27 March 2009 17:43 [Source: ICIS news]
By Nigel Davis
LONDON (ICIS news)--The leadership skills of petrochemical industry executives will be tested to the full over the next 12 months as firms in the sector battle through the downturn.
Companies by necessity are focused on preserving and generating cash. Managers cannot see far in the current economic and industry climate but understand that the going will remain extremely rough.
Some plants idled in the really tough times look now as though they will be closed permanently. The industry has shifted down to a new operating level but inventories through most product chains remain high.
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Almost everyone has a unit down, DeWitt’s Earl Armstrong pointed out in one of the consultant’s online, pre-NPRA presentations this week.
And he added that almost all producers have a candidate for closure.
The closures announced to date are only the start of the shake out. Whole product chains are affected.
The rationalisation should weed out the old, inefficient and costly plants, although experience suggests that this is not always the case. Closures will also be forced by balance sheet pressure and the increasing need for some to focus on a tighter core of businesses.
The chemical industry has about $38bn of debt maturing in 2009/2010, according to Lazard managing director Alasdair Nisbet, speaking at this year’s pre-NPRA CMAI meeting. Now that is a statistic to wrestle with.
Those producers who have been particularly careful, or the ones that you might call astute, will be able to re-finance. Balance sheet strength but also size and influence will be the critical factors. But there will be those that fall into difficulties.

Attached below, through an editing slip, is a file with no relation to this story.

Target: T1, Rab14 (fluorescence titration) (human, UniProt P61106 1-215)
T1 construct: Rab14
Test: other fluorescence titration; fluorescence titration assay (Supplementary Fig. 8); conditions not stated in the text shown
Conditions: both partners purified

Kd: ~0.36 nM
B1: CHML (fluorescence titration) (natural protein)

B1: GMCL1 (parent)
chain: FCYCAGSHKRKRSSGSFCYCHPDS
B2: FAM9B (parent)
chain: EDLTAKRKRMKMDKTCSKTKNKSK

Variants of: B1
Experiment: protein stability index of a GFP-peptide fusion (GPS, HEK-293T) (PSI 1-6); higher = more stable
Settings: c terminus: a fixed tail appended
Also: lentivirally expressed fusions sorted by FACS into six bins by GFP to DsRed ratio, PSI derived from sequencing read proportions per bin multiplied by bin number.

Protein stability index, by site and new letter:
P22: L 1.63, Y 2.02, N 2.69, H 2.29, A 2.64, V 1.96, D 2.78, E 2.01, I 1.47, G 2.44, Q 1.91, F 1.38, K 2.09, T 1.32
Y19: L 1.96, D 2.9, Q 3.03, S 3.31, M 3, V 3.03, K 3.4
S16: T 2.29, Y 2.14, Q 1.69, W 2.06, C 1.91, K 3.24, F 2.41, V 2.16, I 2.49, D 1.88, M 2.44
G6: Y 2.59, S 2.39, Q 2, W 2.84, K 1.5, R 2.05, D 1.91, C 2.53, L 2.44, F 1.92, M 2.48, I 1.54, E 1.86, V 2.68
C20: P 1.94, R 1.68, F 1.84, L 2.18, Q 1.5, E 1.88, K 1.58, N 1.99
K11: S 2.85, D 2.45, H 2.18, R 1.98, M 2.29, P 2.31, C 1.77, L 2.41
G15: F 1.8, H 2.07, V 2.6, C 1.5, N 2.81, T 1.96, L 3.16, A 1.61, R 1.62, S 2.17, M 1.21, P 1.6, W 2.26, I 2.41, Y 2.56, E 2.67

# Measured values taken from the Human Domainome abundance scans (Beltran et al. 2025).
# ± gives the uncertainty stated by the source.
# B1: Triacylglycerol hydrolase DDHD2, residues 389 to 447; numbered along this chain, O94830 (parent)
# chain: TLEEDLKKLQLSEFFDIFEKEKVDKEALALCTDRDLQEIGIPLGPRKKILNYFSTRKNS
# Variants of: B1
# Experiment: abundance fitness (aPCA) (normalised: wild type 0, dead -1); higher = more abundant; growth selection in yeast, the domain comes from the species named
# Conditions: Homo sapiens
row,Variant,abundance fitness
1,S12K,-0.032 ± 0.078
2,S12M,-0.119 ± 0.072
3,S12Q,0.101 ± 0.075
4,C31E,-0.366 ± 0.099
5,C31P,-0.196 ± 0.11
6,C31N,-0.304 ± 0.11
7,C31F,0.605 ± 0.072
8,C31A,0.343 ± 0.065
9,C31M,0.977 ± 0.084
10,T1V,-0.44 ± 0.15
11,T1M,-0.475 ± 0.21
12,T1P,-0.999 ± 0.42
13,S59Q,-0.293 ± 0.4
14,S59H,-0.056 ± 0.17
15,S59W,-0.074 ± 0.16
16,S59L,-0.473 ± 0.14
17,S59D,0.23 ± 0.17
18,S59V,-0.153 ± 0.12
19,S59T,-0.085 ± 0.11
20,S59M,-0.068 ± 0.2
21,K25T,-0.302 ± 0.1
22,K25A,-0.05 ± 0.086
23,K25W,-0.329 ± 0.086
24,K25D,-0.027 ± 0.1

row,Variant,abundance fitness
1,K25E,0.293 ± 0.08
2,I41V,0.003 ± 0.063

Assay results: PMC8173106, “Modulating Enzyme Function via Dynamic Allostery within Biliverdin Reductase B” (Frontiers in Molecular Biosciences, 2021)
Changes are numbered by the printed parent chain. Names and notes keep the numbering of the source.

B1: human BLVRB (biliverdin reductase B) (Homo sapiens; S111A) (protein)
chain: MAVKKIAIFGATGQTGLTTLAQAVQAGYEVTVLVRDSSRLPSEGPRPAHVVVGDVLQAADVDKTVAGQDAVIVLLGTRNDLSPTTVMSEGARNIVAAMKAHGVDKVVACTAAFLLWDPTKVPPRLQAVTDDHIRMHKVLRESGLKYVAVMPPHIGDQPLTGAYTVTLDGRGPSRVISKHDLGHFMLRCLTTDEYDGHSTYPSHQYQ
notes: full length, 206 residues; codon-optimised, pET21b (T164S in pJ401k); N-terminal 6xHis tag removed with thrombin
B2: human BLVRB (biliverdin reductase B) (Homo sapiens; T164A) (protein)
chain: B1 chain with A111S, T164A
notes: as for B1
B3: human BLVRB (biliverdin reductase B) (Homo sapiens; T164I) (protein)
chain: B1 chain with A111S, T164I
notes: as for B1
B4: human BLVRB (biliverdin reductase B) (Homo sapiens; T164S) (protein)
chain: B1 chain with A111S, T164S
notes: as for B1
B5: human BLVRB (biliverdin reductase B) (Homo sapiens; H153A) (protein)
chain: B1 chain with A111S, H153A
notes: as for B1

Armstrong suggested that many companies, large and small, are in trouble.
Rationalisation is one thing: it can help bring costs down, although with all closures there are a host of additional, longer term costs. Restructuring is another.
This industry will be restructured through this downturn and the subsequent period of recovery in a different way.
The slump is similar in many ways to that seen in 1980. There is concern that recovery will be a long time coming and be difficult to achieve.
It is likely that recent acquisitions are setting the scene.
Merger and acquisition activity is constrained now but open to those with access to the resources. Entities linked to sovereign wealth funds are seen as players in such constrained financial times.
And as Armstrong says it is not only Middle East parties that are interested in chemicals assets in
Given the state of play in the industry and that expected over the next few months and even quarters the number of those opportunities is likely to increase.
Managers then have the chance to make their mark on the sector through the downturn. Some will steer a steady course while others will be forced to negotiate particularly difficult seas.
Some companies will pay dearly for earlier M&A spending, while some will pay for the slips made now. This is a time to be sure of what you are doing.
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